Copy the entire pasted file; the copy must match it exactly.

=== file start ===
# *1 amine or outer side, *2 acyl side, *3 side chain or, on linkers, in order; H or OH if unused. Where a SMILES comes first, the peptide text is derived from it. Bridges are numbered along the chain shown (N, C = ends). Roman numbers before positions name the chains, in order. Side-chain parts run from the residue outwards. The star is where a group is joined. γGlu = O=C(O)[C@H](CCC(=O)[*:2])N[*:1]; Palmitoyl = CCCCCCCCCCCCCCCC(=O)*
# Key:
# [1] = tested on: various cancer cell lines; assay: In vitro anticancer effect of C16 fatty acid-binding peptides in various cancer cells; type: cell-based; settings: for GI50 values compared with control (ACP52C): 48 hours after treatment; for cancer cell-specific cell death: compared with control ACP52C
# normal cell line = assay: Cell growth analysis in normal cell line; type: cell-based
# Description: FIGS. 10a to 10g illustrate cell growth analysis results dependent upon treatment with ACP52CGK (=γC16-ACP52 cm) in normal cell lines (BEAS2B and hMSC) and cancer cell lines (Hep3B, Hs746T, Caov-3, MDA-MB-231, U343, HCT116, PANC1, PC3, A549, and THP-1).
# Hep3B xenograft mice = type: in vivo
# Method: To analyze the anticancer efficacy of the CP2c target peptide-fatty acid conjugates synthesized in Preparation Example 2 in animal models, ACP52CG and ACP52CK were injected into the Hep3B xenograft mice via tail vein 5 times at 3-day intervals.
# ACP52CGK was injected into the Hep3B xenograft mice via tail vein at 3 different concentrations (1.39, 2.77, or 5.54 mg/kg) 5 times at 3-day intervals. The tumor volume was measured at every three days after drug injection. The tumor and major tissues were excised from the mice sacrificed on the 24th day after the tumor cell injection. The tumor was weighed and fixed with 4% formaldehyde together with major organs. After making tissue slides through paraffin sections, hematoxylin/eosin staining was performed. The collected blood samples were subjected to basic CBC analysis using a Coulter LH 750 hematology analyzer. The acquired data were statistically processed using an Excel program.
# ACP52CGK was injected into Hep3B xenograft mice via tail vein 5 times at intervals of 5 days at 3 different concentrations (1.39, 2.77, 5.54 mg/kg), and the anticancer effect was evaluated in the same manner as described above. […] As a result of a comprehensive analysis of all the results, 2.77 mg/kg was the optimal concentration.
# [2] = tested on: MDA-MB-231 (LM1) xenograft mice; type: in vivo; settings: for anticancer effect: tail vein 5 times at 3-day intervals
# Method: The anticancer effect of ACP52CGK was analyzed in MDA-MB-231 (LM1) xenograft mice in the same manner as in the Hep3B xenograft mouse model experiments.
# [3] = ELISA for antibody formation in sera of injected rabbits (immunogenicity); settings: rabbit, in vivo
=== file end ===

# *1 amine or outer side, *2 acyl side, *3 side chain or, on linkers, in order; H or OH if unused. Where a SMILES comes first, the peptide text is derived from it. Bridges are numbered along the chain shown (N, C = ends). Roman numbers before positions name the chains, in order. Side-chain parts run from the residue outwards. The star is where a group is joined. γGlu = O=C(O)[C@H](CCC(=O)[*:2])N[*:1]; Palmitoyl = CCCCCCCCCCCCCCCC(=O)*
# Key:
# [1] = tested on: various cancer cell lines; assay: In vitro anticancer effect of C16 fatty acid-binding peptides in various cancer cells; type: cell-based; settings: for GI50 values compared with control (ACP52C): 48 hours after treatment; for cancer cell-specific cell death: compared with control ACP52C
# normal cell line = assay: Cell growth analysis in normal cell line; type: cell-based
# Description: FIGS. 10a to 10g illustrate cell growth analysis results dependent upon treatment with ACP52CGK (=γC16-ACP52 cm) in normal cell lines (BEAS2B and hMSC) and cancer cell lines (Hep3B, Hs746T, Caov-3, MDA-MB-231, U343, HCT116, PANC1, PC3, A549, and THP-1).
# Hep3B xenograft mice = type: in vivo
# Method: To analyze the anticancer efficacy of the CP2c target peptide-fatty acid conjugates synthesized in Preparation Example 2 in animal models, ACP52CG and ACP52CK were injected into the Hep3B xenograft mice via tail vein 5 times at 3-day intervals.
# ACP52CGK was injected into the Hep3B xenograft mice via tail vein at 3 different concentrations (1.39, 2.77, or 5.54 mg/kg) 5 times at 3-day intervals. The tumor volume was measured at every three days after drug injection. The tumor and major tissues were excised from the mice sacrificed on the 24th day after the tumor cell injection. The tumor was weighed and fixed with 4% formaldehyde together with major organs. After making tissue slides through paraffin sections, hematoxylin/eosin staining was performed. The collected blood samples were subjected to basic CBC analysis using a Coulter LH 750 hematology analyzer. The acquired data were statistically processed using an Excel program.
# ACP52CGK was injected into Hep3B xenograft mice via tail vein 5 times at intervals of 5 days at 3 different concentrations (1.39, 2.77, 5.54 mg/kg), and the anticancer effect was evaluated in the same manner as described above. […] As a result of a comprehensive analysis of all the results, 2.77 mg/kg was the optimal concentration.
# [2] = tested on: MDA-MB-231 (LM1) xenograft mice; type: in vivo; settings: for anticancer effect: tail vein 5 times at 3-day intervals
# Method: The anticancer effect of ACP52CGK was analyzed in MDA-MB-231 (LM1) xenograft mice in the same manner as in the Hep3B xenograft mouse model experiments.
# [3] = ELISA for antibody formation in sera of injected rabbits (immunogenicity); settings: rabbit, in vivo